Vardo, north-east Norway. Spring-Equinox 2006
Driving snow struck me full in the face. The snow plough tipped its load into the harbour close by an old, timbered building where a noisy colony of kittiwake prepared to nest on a ledge, their heads white as snow. A raft of eider began its courtship display: King Eider, Steller’s Eider, Common Eider.
Tiers of shingle in an auditorium we had to ourselves in a drama of sea-watch. Late September sun, a lovely cloudscape and the sea all shades of aquamarine. White water where tidal races met. Closer to the shore rafts of eider bobbed up and down on the waves, heads tucked into the plumage of their mantles, somnolent. Gannet looked lively, flying high, flying low, hunting for fish. piercing the waves in an audible fussilade, a diving spectacular. Seals swam close to the shore, where waves picked up swags of seaweed and the sea blushed red and flung it on the shingle.
Eider are at their furthest south here and on Walney Island- they lie on the same latitude. On South Walney, eider come ashore to breed but they’re oceanic ducks and we glimpse their sub-marine power only on natural history programmes. We hear their gentle cooing call, see their seeming somnolence, but there's a very different aspect to eider as diving ducks.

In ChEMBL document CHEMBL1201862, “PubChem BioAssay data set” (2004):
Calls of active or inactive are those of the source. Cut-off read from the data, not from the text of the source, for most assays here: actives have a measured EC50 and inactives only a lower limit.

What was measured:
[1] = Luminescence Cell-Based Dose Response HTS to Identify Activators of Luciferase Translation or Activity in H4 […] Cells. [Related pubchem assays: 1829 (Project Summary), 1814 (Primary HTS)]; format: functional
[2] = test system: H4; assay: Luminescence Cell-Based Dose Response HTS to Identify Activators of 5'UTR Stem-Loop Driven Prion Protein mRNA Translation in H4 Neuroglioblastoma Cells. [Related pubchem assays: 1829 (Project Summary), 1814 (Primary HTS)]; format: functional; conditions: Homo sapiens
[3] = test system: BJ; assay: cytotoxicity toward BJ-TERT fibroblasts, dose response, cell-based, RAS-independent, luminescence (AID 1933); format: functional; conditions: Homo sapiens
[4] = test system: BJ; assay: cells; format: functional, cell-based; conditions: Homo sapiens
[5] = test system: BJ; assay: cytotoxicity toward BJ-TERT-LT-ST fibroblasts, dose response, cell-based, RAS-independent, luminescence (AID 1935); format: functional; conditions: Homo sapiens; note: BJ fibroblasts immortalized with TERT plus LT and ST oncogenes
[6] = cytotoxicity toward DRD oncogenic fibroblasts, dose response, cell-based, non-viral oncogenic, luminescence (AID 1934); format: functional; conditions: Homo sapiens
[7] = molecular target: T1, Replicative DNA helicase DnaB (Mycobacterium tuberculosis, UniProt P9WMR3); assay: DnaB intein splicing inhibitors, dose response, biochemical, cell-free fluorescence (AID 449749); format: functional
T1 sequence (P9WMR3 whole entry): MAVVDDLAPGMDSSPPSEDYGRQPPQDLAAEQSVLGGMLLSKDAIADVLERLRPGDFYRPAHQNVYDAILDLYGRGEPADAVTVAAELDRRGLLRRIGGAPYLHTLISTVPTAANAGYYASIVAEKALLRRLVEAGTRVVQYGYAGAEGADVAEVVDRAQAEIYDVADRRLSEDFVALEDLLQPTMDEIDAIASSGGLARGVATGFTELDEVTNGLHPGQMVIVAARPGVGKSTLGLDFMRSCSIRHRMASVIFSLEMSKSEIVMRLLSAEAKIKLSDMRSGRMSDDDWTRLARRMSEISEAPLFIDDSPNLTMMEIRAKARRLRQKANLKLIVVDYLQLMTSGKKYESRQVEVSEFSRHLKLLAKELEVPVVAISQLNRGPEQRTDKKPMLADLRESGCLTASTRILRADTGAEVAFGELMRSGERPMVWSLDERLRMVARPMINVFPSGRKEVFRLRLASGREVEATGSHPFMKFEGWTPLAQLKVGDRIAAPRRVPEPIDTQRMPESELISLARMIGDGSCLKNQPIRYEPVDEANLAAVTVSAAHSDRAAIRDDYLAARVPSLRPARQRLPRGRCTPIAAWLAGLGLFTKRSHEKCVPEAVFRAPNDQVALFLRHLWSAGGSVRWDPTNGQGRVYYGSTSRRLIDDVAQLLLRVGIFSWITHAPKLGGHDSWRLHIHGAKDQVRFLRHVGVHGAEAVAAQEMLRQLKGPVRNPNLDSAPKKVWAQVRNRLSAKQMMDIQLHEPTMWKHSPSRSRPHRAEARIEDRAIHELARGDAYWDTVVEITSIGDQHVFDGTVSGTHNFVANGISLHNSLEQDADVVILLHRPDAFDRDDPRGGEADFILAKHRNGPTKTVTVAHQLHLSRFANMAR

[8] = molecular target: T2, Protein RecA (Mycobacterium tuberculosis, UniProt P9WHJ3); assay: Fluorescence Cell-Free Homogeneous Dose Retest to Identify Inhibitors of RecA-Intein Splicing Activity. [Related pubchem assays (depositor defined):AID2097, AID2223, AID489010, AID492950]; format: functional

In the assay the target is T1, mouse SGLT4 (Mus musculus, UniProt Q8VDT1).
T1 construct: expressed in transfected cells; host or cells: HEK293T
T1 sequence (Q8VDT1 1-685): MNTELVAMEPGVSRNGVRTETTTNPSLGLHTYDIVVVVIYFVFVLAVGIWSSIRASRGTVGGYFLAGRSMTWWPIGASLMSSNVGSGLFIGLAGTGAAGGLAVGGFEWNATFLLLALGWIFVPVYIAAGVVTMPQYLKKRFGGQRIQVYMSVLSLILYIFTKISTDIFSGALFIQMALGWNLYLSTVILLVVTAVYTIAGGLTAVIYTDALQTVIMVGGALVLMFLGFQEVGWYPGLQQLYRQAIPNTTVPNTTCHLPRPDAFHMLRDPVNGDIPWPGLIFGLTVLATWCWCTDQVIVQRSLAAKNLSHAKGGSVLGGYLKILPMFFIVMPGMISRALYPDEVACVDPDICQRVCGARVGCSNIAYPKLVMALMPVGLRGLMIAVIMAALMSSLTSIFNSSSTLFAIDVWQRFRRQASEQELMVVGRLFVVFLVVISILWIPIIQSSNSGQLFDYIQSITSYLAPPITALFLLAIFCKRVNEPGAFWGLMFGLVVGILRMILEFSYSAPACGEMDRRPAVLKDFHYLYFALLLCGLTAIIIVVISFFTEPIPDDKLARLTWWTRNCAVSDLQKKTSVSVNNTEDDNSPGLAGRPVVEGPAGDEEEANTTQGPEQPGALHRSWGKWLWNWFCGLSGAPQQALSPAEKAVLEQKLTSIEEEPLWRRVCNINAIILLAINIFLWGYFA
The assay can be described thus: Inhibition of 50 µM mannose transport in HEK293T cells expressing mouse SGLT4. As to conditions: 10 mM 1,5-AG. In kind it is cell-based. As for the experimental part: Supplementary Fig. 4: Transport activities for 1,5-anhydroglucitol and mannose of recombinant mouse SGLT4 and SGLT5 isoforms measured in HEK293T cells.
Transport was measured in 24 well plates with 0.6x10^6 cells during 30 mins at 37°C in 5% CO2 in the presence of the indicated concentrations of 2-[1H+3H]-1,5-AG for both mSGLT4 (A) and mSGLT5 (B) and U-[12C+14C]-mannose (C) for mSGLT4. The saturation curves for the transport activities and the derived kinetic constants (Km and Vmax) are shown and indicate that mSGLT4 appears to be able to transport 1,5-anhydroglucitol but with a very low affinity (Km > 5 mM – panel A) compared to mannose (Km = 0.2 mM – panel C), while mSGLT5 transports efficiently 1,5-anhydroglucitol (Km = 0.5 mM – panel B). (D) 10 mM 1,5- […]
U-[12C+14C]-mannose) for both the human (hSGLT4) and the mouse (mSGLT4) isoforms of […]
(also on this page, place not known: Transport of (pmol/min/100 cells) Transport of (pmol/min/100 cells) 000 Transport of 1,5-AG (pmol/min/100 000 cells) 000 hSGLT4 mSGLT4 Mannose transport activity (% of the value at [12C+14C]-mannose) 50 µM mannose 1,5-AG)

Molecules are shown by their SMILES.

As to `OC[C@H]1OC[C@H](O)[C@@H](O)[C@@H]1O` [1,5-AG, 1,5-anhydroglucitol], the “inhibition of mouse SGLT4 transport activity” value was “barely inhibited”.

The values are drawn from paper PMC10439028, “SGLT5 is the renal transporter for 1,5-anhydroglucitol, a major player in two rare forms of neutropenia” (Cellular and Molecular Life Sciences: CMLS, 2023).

Saltstranga Strait, Norway. A maelstrom- of grinding, crushing currents and whirlpools. Eider are tidal specialists, oceanic ducks. They’re the only creature with the power to dive into the maelstrom, down some twenty metres to yank up mussels and swallow them whole. Hundreds a day. Mussels hold-fast to rock by their beards of byssal threads but the eider tug them free. After such formidable dives the eider need to rest. Heads tucked beneath the wing, they may be digesting mussels- molluscs in their shells. In a fusion of acids and muscle-power the eider break down the mussel shells and expel them as fine sand.
Winter Watch 2021. 5 Iolo Williams presents East Coast of Scotland. Firth of Tay. 39 minutes into the programme.
In winter, up to 20,000 eider gather in the Firth of Tay to feed on beds of blue mussels that hold-fast to each other, to rocks of the inter-tidal and sub-tidal zones
Like Iolo WIlliams, I've always admired the handsome eider duck. But seeing the creature diving into the vortex shows eider in a new light. The gannet dive is visible, with its aerial prelude. Gannet plummet through the air, hitting the water audibly and fast. The eider dive is awesome and hidden beneath the waves.
A theme of maelstrom, ocean currents, tide and wind this week.
I’ve watched Perfect Planet: Oceans and Weather.
Winter Watch 2021 episode 5. Firth of Tay.
The Investigation, a murder case where a body was dumped in the Oresund Strait between Denmark and Sweden. A search for forensic evidence demanded fortitude, a detailed knowledge of tides, currents and winds. the determination to seek justice. The two wildlife films, featuring eider duck, were a revelation. We are privileged to see eider diving prowess captured by wildlife cameramen. It's an aspect of the eider's life few will ever witness and it makes us reflect afresh on the behaviour we are able to see for ourselves.
4 February 2021. BBC radio 4. The RIver. The Tay. Writer Kathleen Jamie on the RIver Tay, the longest river in Scotland.